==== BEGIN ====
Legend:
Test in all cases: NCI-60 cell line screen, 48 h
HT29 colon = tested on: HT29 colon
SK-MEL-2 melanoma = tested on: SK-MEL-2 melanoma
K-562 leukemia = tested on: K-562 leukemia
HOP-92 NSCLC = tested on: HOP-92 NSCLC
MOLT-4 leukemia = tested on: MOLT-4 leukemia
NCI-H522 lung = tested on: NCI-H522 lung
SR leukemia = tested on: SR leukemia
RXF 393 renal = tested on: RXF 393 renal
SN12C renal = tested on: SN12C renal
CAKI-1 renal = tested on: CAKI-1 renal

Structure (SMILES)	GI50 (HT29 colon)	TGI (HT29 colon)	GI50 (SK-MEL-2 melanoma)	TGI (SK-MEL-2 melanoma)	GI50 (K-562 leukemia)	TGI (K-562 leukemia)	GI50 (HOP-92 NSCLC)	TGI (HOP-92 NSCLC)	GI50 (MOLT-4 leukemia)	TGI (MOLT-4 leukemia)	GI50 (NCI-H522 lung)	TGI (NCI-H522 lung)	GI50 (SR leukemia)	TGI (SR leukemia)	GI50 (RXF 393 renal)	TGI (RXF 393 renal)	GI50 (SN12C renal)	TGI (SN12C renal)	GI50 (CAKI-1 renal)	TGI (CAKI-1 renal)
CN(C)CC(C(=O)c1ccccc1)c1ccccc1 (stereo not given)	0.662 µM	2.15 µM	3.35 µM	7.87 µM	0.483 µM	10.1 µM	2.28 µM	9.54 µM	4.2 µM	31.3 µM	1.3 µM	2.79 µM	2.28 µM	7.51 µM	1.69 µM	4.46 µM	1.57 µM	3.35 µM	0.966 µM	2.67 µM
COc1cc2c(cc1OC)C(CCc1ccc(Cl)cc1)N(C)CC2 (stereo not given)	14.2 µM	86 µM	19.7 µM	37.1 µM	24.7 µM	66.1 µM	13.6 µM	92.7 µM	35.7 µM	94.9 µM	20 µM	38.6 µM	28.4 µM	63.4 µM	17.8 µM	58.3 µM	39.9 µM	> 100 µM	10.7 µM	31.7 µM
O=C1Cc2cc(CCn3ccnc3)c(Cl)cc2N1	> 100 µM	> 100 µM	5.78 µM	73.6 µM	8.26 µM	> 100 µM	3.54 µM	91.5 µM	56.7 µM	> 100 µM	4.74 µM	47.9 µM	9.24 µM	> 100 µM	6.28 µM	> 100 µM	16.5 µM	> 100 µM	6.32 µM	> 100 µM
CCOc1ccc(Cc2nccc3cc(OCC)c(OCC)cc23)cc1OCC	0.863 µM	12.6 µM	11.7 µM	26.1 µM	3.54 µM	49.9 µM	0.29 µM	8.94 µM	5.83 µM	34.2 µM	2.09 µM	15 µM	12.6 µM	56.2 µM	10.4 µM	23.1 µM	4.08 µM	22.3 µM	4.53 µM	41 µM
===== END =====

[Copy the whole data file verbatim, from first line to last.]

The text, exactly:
Legend:
Test in all cases: NCI-60 cell line screen, 48 h
HT29 colon = tested on: HT29 colon
SK-MEL-2 melanoma = tested on: SK-MEL-2 melanoma
K-562 leukemia = tested on: K-562 leukemia
HOP-92 NSCLC = tested on: HOP-92 NSCLC
MOLT-4 leukemia = tested on: MOLT-4 leukemia
NCI-H522 lung = tested on: NCI-H522 lung
SR leukemia = tested on: SR leukemia
RXF 393 renal = tested on: RXF 393 renal
SN12C renal = tested on: SN12C renal
CAKI-1 renal = tested on: CAKI-1 renal

Structure (SMILES)	GI50 (HT29 colon)	TGI (HT29 colon)	GI50 (SK-MEL-2 melanoma)	TGI (SK-MEL-2 melanoma)	GI50 (K-562 leukemia)	TGI (K-562 leukemia)	GI50 (HOP-92 NSCLC)	TGI (HOP-92 NSCLC)	GI50 (MOLT-4 leukemia)	TGI (MOLT-4 leukemia)	GI50 (NCI-H522 lung)	TGI (NCI-H522 lung)	GI50 (SR leukemia)	TGI (SR leukemia)	GI50 (RXF 393 renal)	TGI (RXF 393 renal)	GI50 (SN12C renal)	TGI (SN12C renal)	GI50 (CAKI-1 renal)	TGI (CAKI-1 renal)
CN(C)CC(C(=O)c1ccccc1)c1ccccc1 (stereo not given)	0.662 µM	2.15 µM	3.35 µM	7.87 µM	0.483 µM	10.1 µM	2.28 µM	9.54 µM	4.2 µM	31.3 µM	1.3 µM	2.79 µM	2.28 µM	7.51 µM	1.69 µM	4.46 µM	1.57 µM	3.35 µM	0.966 µM	2.67 µM
COc1cc2c(cc1OC)C(CCc1ccc(Cl)cc1)N(C)CC2 (stereo not given)	14.2 µM	86 µM	19.7 µM	37.1 µM	24.7 µM	66.1 µM	13.6 µM	92.7 µM	35.7 µM	94.9 µM	20 µM	38.6 µM	28.4 µM	63.4 µM	17.8 µM	58.3 µM	39.9 µM	> 100 µM	10.7 µM	31.7 µM
O=C1Cc2cc(CCn3ccnc3)c(Cl)cc2N1	> 100 µM	> 100 µM	5.78 µM	73.6 µM	8.26 µM	> 100 µM	3.54 µM	91.5 µM	56.7 µM	> 100 µM	4.74 µM	47.9 µM	9.24 µM	> 100 µM	6.28 µM	> 100 µM	16.5 µM	> 100 µM	6.32 µM	> 100 µM
CCOc1ccc(Cc2nccc3cc(OCC)c(OCC)cc23)cc1OCC	0.863 µM	12.6 µM	11.7 µM	26.1 µM	3.54 µM	49.9 µM	0.29 µM	8.94 µM	5.83 µM	34.2 µM	2.09 µM	15 µM	12.6 µM	56.2 µM	10.4 µM	23.1 µM	4.08 µM	22.3 µM	4.53 µM	41 µM